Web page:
Letters from Lodi
An insightful and objective look at viticulture and winemaking from the Lodi
Appellation and the growers and vintners behind these crafts. Told from the
perspective of multi-award winning wine journalist, Randy Caparoso.
m2's brand new Patina tops off Lodi's "Year of Blends"
If anything, 2021 has been a great year for red wine blend releases in Lodi wine country. It seems that the most interesting new wines have not been varietal bottlings, made mostly from a single grape, but rather red wines blended from different grapes.
Three seems to be a magic number when it comes to the number of grapes in the mix: creating just enough variation of aromas and layers to strike an exciting cohesion and sense of balance. Just in time for 2021 Christmas shopping, you can now count the newly released 2019 m2 Winery Mokelumne River-Lodi Patina ($49) among the list of Lodi's most compelling three-way blends.
The Patina weighs in — and boy, does it weigh in with its metallic, rusted iron-like label, embossed on bottles weighing over 4 pounds each (not exactly politically correct, which always describes m2's incorrigible winemaker/co-owner Layne Montgomery anyway) — with 37% Petite Sirah, 32% Tannat and 31% Zinfandel.
The three grapes strike an almost isosceles-like sensory symmetry: opaque, purplish ruby color, a pungent black fruit nose, and a dense, thick, muscular full body. The aromas suggest concentrated berry liqueurs, smidgens of herbiness (almost Cabernet Sauvignon-like, although there is not a drop of this grape in the blend), and cigar-like smoke, plus a pervasive, palate-rocking minerality that extends from the nose to the full tannin feel on the palate.
These sensory qualities can be attributed to two factors, both of which make this a very "Lodi" style of wine:
1. The varietal characteristics of all three grapes, which are planted on the m2 Wines winery estate, were established only in 2014 (the vines were only in their fifth leaf during the 2019 vintage).
2. The quickly evolving characteristic of the vineyard itself, which sits just south of Peltier Road, separates Lodi's Mokelumne River and Jahant appellations. While m2 sits on the Mokelumne River side of the divide, the topography is strongly influenced by the shallow clay hardpan typifying the Jahant AVA, which is highly conducive to red wine grapes with elevated amounts of phenolic content — meaning, deeper color, and stronger tannin than what is typical of red wine grapes grown in most parts of the Mokelumne River AVA, the latter typified by deeper, porous sandy loam soils.
As such, the m2 Patina — the winery's first-ever bottling of this proprietary label — is very much a reflection of this unique site. All the credit in the world, in fact, goes to winemaker Layne Montgomery for being wise enough to leave well enough alone by letting the grapes planted on the estate speak for themselves, with a minimum of intervention or fussing around with percentages.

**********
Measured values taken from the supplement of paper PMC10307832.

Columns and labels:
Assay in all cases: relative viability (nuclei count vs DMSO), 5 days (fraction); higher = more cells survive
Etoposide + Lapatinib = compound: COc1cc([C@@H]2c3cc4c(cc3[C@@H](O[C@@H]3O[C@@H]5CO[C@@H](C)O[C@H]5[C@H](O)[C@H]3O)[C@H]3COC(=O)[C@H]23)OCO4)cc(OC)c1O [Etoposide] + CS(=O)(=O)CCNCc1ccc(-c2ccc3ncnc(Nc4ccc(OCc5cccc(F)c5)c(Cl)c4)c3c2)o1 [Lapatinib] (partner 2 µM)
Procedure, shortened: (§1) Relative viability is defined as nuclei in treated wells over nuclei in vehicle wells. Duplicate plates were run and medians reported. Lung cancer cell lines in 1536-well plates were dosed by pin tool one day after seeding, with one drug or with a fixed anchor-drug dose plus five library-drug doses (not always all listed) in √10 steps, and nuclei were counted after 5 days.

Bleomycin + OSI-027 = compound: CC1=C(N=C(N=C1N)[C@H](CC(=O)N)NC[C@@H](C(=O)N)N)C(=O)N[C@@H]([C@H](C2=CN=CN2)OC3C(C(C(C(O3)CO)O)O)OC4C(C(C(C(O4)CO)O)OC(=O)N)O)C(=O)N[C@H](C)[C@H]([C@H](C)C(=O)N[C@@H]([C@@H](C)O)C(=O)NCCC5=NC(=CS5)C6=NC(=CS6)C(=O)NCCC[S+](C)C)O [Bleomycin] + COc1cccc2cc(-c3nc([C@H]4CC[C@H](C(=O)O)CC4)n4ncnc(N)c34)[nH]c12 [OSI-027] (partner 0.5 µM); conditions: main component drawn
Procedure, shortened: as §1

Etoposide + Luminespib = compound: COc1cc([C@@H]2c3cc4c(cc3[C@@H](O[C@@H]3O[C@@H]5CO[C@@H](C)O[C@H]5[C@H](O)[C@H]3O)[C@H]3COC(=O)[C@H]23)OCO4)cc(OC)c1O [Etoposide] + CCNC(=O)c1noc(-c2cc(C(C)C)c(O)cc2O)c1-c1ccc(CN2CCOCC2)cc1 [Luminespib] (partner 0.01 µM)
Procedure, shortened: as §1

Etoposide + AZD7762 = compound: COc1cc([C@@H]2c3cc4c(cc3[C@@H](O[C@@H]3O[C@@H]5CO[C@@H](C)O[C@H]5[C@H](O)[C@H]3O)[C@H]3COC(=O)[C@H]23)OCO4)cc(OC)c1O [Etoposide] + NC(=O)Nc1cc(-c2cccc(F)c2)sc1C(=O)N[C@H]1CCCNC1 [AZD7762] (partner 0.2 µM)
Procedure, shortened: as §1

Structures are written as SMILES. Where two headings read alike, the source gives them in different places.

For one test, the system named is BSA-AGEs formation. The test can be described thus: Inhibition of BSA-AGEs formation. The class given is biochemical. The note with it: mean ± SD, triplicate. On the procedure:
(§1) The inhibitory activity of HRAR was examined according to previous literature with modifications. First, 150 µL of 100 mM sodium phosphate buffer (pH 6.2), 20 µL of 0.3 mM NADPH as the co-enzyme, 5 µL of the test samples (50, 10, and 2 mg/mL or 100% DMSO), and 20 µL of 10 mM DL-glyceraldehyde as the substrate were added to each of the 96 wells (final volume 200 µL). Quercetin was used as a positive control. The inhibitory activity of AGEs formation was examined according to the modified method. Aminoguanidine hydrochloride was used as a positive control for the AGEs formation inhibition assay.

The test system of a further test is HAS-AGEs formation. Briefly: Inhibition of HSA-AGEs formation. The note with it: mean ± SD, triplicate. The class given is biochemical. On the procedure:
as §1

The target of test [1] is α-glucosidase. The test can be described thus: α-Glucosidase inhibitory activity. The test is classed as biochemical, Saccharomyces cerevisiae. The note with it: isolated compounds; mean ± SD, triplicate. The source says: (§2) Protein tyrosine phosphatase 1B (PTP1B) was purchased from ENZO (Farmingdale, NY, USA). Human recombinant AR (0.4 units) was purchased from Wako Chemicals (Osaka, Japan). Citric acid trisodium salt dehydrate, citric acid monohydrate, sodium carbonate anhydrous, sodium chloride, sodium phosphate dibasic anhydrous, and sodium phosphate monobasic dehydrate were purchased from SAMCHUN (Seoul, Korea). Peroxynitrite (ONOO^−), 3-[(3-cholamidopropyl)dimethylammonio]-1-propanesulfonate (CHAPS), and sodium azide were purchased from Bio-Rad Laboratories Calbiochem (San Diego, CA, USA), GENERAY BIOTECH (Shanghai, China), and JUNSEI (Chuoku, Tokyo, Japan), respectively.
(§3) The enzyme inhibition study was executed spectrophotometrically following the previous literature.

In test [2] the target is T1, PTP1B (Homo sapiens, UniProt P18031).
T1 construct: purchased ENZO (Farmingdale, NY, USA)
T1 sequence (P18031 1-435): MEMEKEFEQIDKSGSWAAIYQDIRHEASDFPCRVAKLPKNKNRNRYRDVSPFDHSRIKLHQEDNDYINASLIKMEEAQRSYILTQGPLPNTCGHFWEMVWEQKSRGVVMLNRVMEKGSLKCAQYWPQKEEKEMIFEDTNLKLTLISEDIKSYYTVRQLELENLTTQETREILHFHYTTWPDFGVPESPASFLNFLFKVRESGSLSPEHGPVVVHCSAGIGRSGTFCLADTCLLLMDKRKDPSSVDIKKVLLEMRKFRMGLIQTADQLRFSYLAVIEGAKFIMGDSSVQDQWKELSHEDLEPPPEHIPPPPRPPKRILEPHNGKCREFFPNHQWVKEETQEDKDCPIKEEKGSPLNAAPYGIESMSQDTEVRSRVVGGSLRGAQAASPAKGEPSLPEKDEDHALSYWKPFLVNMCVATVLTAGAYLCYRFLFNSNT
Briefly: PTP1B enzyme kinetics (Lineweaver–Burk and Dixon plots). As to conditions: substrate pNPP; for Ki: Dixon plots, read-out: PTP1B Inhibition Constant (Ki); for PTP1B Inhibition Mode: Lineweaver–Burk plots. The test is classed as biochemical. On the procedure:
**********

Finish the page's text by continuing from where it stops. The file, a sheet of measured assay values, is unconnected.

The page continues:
According to Mr. Montgomery: "While the vineyard is still new, it is the Petite Sirah that gives this wine its mineral character — more of the Jahant influence, with its deeper, darker fruit. Tannat is a grape that is known for its black color and huge tannin no matter where it's grown — we pressed the juice off the skins before fermentation was complete in order to lighten up the tannin, but it still came out huge. It is the Zinfandel that gives the wine its floral, slightly jammy fruit." The overriding sense is that without the Zinfandel, there wouldn't be much of a sense of balance to this wine at all.
In fact, you can think of the 2019 Patina as what happens when you take a Lodi-style Zinfandel — which is typically a soft, flowery, red fruit-scented red wine when allowed to stand on its own — and inject it with two steroid-like (even if entirely organic) grapes, the black-skinned Tannat and a Jahant-style (i.e., mineral-infused) Petite Sirah: luscious fruit pumped up by "Terminator" muscle.
While the smoky nuances of the Patina are also indicative of French oak barrel aging, Montgomery tells us that he took pains not to go overboard with this component. "Most of the barrels were once- or twice-used," he says, "although there were a couple of new barrels in the mix." It is more than evident that this sturdy, dark wine did not need the support of a substantial amount of oak to stand on its own.
Otherwise, current visitors to m2 Wines will find that the house specialty is still, as it has been for 20 years, classic Lodi Zinfandel. The 2019 m2 Soucie Vineyard Mokelumne River-Lodi Zinfandel ($32) remains a benchmark of the west side of the appellation: intensely fragrant red fruit tinged with breathy, earthy qualities wrapped in full yet round, supple, mouth-filling sensations.
There is also a 2017 m2 Cemetery Vineyard Mokelumne River-Lodi Zinfandel ($29) which is even more flowery, lighter on its feet, and zestier with more of a purer red fruit profile (sans any earthiness) — very typical of "east side" Lodi Zinfandels.
It is a good time to revisit this modern-day Lodi icon!